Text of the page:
Nearby, Adam Wannamaker, who came down from Brooklyn, created one of the bigger spectacles during an evening full of them. He was dressed in a costume made entirely of 300 balloons — a representation of the monolith that appeared to set the events of Kubrick’s movie in motion.
“Once you start looking for anything existential and you start wondering about your own existence, you realize that it’s all pointless,” Mr. Wannamaker said. At one point, a security guard appeared from behind the costume to awkwardly double check whether there was indeed a human inside. A few seconds later, a woman approached Mr. Wannamaker and yelped, “Oh, I get it! The monolith!”
The costumes were as varied as they were numerous. And if you didn’t have one, the party was there to help, with a station that made tinfoil hats — a tongue-in-cheek acknowledgment of how space fans have traditionally been viewed. There were Star Trek shirts, lab coats, moon pajamas. Some people wore professional wrestling championship belts. (The wrestler Ric Flair’s theme song was from the Kubrick film.)
“It’s a celebration of science fiction and being able to be around like-minded people,” Mr. Wannamaker said.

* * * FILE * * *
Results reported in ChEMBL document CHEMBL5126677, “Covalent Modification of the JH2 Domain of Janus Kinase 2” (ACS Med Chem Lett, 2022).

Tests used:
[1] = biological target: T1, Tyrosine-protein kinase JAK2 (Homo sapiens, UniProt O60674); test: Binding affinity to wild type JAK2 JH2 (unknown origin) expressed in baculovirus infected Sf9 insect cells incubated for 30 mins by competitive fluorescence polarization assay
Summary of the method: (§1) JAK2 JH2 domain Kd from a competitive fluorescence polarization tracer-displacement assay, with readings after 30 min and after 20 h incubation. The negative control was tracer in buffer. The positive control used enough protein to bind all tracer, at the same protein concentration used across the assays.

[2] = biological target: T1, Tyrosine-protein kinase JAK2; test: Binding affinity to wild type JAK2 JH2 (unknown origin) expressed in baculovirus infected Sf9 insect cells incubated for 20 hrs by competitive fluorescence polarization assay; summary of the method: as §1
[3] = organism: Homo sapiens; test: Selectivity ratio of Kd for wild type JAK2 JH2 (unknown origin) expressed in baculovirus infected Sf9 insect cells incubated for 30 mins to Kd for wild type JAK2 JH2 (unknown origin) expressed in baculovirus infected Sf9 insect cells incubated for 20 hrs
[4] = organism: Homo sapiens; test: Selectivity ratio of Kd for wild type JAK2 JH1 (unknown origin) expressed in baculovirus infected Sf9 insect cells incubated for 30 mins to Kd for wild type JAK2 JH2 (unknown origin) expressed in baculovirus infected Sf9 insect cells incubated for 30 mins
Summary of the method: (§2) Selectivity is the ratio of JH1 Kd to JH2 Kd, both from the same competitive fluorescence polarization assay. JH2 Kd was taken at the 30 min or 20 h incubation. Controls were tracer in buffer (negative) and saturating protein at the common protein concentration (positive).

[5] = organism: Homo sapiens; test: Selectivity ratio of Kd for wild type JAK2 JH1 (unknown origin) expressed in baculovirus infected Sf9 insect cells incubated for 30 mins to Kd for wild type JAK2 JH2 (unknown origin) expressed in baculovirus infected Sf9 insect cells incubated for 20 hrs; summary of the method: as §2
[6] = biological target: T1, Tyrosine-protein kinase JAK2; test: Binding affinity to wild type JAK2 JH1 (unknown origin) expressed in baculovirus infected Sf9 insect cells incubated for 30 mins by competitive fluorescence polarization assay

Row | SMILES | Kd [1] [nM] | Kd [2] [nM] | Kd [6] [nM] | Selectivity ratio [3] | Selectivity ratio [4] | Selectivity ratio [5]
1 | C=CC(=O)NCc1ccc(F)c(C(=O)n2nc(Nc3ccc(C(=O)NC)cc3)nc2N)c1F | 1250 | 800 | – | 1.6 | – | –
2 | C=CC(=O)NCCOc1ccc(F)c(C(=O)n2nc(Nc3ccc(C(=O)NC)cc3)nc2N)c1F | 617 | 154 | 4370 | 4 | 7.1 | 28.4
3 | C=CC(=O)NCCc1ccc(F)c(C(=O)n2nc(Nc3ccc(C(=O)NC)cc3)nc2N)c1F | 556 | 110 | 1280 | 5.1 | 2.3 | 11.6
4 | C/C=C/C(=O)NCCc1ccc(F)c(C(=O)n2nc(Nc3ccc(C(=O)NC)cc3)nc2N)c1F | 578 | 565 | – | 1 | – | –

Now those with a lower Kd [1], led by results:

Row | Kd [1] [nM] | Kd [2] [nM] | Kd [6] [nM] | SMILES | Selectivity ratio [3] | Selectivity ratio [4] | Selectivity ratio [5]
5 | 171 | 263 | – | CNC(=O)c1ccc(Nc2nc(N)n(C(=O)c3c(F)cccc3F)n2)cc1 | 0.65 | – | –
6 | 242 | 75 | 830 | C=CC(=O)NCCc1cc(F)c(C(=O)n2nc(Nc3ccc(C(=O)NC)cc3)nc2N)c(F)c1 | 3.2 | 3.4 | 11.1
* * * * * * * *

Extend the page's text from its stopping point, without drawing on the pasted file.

It was perhaps not a coincidence that many of the people actually taking in the exhibits weren’t in costume, like David Hand, who said he’s been coming to the museum for 40 years. He said that even if people were coming just for the party, there was still a tangential effect of having them just in the building.
“You’re going to see this,” Mr. Hand, a 47-year-old pharmacist, said, pointing to an exhibit of artifacts from the Apollo missions. “You’ve got an engine from Saturn V. We went to the moon. People see that and all these other artifacts. It’s inspirational.”
But perhaps this wasn’t the night to educate. A late-night talk on Kubrick’s work in the Lockheed Martin Imax Theater between Glen Weldon, an author and an NPR contributor, and Chris Klimek, an editor at Air and Space Magazine, went sparsely attended.
Everyone else was partying.
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